Description: Humans are altering the earth's landscape at rates and in ways never seen in times past. Using a digital camera to document local landscapes as they are today, students will explore how changes in human land use are impacting local environments. Students will also explore some of the social impacts of various land uses in their area.
Title: Going Green While in the Red?
Description: In this lesson, students suggest and evaluate environmentally friendly policies in tough economic times and write letters to President-elect Obama offering policy advice on energy and climate change.
Title: Wherefore the Beef?
Description: In this lesson, students conduct a one-question interview on issues related to the production and consumption of meat, then demonstrate and discuss the inherent and additional energy costs related to the production of meat.
Title: Food Wars
Description: In this lesson, students explore the concepts and content necessary to debate whether or not schools should regulate the quantity or type of food and beverages students consume, and develop position papers.
Topic: Food Security/Waste
Title: Clean Your Plate!
Description: In this lesson, students consider food waste and create proposals to present to school officials about strategies that their school community can take to cut down on food waste.
Topic: Fossil Fuels
Title: Extreme Oil
Description: In this lesson, students will examine the role oil has played throughout human history, how that role has changed over time, and the repercussions of oil use on society and the environment. After brainstorming a list of oil's current uses, students will examine an online timeline to explore how its role has changed over the course of history. Then, utilizing another dynamic online resource, students will complete an in-depth analysis of oil's current and historic applications in the home, in industry, in medicine, and in transportation. Finally, through the use of the PBS series Extreme Oil, students will examine the environmental impact of the oil industry, and decide whether or not they support an expansion of oil drilling operations into the Arctic National Wildlife Refuge.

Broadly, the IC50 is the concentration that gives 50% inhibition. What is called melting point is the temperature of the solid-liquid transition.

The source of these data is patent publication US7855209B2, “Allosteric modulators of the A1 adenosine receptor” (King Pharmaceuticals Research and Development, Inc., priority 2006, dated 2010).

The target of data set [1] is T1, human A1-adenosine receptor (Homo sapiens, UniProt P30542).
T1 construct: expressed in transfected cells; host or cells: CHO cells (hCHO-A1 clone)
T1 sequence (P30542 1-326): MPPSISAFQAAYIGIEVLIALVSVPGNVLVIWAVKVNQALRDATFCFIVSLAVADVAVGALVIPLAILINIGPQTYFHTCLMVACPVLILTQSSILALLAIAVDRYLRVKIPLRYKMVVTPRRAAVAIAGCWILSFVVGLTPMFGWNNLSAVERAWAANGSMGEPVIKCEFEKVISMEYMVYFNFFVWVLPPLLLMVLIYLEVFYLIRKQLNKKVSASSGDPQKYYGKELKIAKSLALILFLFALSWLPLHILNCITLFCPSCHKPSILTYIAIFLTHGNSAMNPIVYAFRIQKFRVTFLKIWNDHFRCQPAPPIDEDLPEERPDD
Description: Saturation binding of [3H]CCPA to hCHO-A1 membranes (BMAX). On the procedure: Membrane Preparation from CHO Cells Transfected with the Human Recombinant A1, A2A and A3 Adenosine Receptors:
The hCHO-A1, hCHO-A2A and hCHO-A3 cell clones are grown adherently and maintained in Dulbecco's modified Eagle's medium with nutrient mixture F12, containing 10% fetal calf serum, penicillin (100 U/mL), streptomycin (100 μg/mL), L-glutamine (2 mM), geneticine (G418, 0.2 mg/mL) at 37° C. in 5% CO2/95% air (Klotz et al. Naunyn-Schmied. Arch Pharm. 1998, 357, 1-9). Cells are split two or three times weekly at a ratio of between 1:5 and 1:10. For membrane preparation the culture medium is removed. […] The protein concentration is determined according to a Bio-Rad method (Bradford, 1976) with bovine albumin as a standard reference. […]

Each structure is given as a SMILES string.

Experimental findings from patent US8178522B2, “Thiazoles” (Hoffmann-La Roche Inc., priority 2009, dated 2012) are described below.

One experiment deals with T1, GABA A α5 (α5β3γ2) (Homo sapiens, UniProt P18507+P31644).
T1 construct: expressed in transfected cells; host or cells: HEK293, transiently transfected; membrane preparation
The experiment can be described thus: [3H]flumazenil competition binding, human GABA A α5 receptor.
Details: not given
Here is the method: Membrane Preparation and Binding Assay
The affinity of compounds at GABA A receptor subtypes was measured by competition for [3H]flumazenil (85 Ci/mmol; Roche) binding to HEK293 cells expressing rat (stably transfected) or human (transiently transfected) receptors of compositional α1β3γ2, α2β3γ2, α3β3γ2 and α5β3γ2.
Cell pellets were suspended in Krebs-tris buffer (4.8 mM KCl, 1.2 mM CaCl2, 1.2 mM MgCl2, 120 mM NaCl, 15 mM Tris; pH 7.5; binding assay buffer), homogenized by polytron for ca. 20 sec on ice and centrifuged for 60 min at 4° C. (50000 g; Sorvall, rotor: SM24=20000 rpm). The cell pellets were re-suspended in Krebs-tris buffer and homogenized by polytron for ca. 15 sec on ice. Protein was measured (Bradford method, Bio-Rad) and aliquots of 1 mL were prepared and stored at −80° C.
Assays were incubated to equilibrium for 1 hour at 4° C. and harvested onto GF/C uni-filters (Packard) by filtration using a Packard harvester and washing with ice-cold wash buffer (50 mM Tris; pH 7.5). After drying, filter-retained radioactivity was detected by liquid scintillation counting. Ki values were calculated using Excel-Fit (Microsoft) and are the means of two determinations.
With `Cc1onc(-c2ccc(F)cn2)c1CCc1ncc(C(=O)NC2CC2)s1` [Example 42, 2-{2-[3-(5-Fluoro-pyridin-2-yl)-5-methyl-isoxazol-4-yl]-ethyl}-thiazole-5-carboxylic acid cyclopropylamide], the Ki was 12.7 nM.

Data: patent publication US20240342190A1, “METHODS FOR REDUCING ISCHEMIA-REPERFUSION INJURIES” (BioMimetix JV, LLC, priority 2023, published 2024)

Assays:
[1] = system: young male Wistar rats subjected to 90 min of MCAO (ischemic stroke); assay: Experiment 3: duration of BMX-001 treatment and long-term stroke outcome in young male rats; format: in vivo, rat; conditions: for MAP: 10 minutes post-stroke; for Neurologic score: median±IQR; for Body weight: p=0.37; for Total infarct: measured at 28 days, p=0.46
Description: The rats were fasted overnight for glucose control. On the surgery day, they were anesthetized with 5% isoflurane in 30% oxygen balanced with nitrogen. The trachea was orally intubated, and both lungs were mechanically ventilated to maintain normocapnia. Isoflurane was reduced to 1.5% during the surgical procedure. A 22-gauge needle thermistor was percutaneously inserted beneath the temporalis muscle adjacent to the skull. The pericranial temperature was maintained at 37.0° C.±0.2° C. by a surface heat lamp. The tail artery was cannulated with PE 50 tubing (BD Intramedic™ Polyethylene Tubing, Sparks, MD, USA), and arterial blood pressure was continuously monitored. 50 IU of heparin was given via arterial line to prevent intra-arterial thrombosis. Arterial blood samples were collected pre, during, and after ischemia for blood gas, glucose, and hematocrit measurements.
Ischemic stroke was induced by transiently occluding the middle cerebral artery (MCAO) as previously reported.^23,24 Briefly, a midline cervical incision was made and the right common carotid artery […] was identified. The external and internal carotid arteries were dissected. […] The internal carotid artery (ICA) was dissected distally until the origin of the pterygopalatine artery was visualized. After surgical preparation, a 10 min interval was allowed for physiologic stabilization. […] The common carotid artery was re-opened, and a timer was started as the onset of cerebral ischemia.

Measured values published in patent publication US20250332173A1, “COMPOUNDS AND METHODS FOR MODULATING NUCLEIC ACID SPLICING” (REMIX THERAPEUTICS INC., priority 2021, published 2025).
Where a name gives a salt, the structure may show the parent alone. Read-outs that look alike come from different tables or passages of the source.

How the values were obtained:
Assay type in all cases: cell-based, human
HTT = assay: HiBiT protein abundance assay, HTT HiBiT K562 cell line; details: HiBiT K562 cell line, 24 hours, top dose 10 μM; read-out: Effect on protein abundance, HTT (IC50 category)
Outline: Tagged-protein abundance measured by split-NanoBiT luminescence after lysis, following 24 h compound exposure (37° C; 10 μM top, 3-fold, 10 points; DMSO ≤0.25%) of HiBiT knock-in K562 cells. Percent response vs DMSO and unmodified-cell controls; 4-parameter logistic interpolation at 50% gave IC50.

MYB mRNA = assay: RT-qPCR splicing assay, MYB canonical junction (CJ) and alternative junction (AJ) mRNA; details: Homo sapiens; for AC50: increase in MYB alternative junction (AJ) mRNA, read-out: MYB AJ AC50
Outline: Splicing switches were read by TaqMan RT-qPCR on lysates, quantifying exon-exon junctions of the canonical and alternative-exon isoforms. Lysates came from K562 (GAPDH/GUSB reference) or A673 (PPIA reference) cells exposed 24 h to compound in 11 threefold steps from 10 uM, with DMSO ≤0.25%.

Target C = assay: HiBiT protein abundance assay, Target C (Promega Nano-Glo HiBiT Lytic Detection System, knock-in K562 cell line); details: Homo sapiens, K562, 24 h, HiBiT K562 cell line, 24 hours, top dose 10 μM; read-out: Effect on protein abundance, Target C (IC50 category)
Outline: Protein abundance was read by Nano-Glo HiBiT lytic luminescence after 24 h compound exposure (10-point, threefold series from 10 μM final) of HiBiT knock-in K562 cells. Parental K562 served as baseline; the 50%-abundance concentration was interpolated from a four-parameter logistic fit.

Topic: Fossil Fuels
Title: A World Without Oil
Description: In May 2007, over 1,800 people combined imagination with insight to create World Without Oil (WWO), a realistic simulation of the first 32 weeks of a global oil shortage chronicled in 1,500 personal blog posts, videos, images and voicemails. Via these lesson plans, high school teachers can use this collaborative grassroots simulation to engage students with questions about energy use, sustainability, the role energy plays in our economy, culture, worldview and history, and many others.
Topic: Global Warming
Title: Global Warming
Description: Is human activity bringing about alarming global warming scenarios and related catastrophes? Or is such thinking a myth brought about by flawed or incomplete science? Finding the answers to these questions has turned global warming into a highly politicized and contentious issue. Use the NOW Classroom standards-linked lesson on global warming to help students research and form credible opinions.
Topic: Global Warming/Rising Water Levels
Title: A Coastal Dilemma
Description: In this lesson, students consider the effects of global warming and create scale models of regions along the Atlantic coastline to illustrate the results of the rising water level on human communities.
Topic: Green Living
Title: Choosing to Go Green